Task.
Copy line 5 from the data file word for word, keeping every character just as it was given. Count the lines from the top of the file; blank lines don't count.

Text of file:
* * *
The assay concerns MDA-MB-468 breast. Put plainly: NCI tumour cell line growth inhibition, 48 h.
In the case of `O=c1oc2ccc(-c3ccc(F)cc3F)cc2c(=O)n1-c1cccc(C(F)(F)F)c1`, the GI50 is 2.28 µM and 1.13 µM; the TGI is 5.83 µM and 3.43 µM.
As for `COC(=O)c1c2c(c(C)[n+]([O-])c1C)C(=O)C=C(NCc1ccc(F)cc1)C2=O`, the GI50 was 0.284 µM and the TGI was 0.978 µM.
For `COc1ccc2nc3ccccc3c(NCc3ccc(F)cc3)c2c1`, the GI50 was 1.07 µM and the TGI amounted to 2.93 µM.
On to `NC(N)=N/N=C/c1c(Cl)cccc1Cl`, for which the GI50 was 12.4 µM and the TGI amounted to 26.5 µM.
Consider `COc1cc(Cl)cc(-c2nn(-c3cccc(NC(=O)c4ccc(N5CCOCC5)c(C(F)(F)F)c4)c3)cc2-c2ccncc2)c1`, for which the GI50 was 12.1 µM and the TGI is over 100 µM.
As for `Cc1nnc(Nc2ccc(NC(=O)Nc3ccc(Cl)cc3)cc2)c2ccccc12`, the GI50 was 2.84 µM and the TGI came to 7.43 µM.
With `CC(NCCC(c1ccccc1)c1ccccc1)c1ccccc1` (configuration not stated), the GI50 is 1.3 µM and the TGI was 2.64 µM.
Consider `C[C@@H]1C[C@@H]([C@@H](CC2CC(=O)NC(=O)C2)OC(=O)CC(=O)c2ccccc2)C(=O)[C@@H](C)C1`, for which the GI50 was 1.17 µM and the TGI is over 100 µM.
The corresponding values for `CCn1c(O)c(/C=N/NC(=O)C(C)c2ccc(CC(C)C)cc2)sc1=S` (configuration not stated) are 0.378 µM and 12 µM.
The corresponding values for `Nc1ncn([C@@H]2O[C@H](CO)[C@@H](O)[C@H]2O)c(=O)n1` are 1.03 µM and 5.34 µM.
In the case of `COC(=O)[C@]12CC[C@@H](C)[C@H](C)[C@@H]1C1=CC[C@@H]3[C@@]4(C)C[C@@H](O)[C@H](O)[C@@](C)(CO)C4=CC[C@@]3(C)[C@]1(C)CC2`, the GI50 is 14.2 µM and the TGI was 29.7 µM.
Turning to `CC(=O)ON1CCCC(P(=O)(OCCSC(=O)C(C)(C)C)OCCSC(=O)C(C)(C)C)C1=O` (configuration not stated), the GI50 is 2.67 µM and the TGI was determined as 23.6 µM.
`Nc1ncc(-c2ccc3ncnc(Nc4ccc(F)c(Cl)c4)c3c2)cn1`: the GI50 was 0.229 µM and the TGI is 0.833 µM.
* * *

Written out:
On to `NC(N)=N/N=C/c1c(Cl)cccc1Cl`, for which the GI50 was 12.4 µM and the TGI amounted to 26.5 µM.